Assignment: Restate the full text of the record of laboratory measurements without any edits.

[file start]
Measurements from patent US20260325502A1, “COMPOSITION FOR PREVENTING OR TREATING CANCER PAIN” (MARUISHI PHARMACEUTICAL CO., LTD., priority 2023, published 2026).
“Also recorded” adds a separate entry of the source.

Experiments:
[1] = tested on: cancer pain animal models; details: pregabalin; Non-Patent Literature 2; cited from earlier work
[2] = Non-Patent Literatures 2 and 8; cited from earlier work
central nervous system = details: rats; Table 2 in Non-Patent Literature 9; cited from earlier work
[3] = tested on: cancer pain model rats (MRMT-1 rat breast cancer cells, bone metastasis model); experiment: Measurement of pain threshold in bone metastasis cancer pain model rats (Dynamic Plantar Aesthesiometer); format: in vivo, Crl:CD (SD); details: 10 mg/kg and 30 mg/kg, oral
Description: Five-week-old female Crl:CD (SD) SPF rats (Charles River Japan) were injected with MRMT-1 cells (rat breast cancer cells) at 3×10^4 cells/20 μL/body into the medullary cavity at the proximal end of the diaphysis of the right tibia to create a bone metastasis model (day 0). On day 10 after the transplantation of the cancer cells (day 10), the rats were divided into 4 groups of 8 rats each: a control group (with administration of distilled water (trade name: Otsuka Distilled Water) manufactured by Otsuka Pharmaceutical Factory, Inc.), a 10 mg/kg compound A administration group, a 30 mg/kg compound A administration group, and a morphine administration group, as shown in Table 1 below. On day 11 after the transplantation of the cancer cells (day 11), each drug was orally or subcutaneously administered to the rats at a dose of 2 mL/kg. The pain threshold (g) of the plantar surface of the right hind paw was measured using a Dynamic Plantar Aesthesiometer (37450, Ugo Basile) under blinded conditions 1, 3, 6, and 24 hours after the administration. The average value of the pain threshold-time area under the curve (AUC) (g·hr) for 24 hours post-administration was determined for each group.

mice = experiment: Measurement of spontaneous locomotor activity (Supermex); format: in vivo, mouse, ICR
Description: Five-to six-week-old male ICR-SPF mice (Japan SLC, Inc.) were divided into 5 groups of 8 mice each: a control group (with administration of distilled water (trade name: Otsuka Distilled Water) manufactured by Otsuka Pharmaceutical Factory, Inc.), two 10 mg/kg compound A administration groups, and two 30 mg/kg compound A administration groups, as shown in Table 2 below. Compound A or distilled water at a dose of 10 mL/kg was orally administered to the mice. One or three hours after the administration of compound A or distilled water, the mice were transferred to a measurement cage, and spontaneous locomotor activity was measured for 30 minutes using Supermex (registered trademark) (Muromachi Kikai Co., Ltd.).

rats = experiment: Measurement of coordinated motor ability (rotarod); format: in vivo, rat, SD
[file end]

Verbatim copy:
Measurements from patent US20260325502A1, “COMPOSITION FOR PREVENTING OR TREATING CANCER PAIN” (MARUISHI PHARMACEUTICAL CO., LTD., priority 2023, published 2026).
“Also recorded” adds a separate entry of the source.

Experiments:
[1] = tested on: cancer pain animal models; details: pregabalin; Non-Patent Literature 2; cited from earlier work
[2] = Non-Patent Literatures 2 and 8; cited from earlier work
central nervous system = details: rats; Table 2 in Non-Patent Literature 9; cited from earlier work
[3] = tested on: cancer pain model rats (MRMT-1 rat breast cancer cells, bone metastasis model); experiment: Measurement of pain threshold in bone metastasis cancer pain model rats (Dynamic Plantar Aesthesiometer); format: in vivo, Crl:CD (SD); details: 10 mg/kg and 30 mg/kg, oral
Description: Five-week-old female Crl:CD (SD) SPF rats (Charles River Japan) were injected with MRMT-1 cells (rat breast cancer cells) at 3×10^4 cells/20 μL/body into the medullary cavity at the proximal end of the diaphysis of the right tibia to create a bone metastasis model (day 0). On day 10 after the transplantation of the cancer cells (day 10), the rats were divided into 4 groups of 8 rats each: a control group (with administration of distilled water (trade name: Otsuka Distilled Water) manufactured by Otsuka Pharmaceutical Factory, Inc.), a 10 mg/kg compound A administration group, a 30 mg/kg compound A administration group, and a morphine administration group, as shown in Table 1 below. On day 11 after the transplantation of the cancer cells (day 11), each drug was orally or subcutaneously administered to the rats at a dose of 2 mL/kg. The pain threshold (g) of the plantar surface of the right hind paw was measured using a Dynamic Plantar Aesthesiometer (37450, Ugo Basile) under blinded conditions 1, 3, 6, and 24 hours after the administration. The average value of the pain threshold-time area under the curve (AUC) (g·hr) for 24 hours post-administration was determined for each group.

mice = experiment: Measurement of spontaneous locomotor activity (Supermex); format: in vivo, mouse, ICR
Description: Five-to six-week-old male ICR-SPF mice (Japan SLC, Inc.) were divided into 5 groups of 8 mice each: a control group (with administration of distilled water (trade name: Otsuka Distilled Water) manufactured by Otsuka Pharmaceutical Factory, Inc.), two 10 mg/kg compound A administration groups, and two 30 mg/kg compound A administration groups, as shown in Table 2 below. Compound A or distilled water at a dose of 10 mL/kg was orally administered to the mice. One or three hours after the administration of compound A or distilled water, the mice were transferred to a measurement cage, and spontaneous locomotor activity was measured for 30 minutes using Supermex (registered trademark) (Muromachi Kikai Co., Ltd.).

rats = experiment: Measurement of coordinated motor ability (rotarod); format: in vivo, rat, SD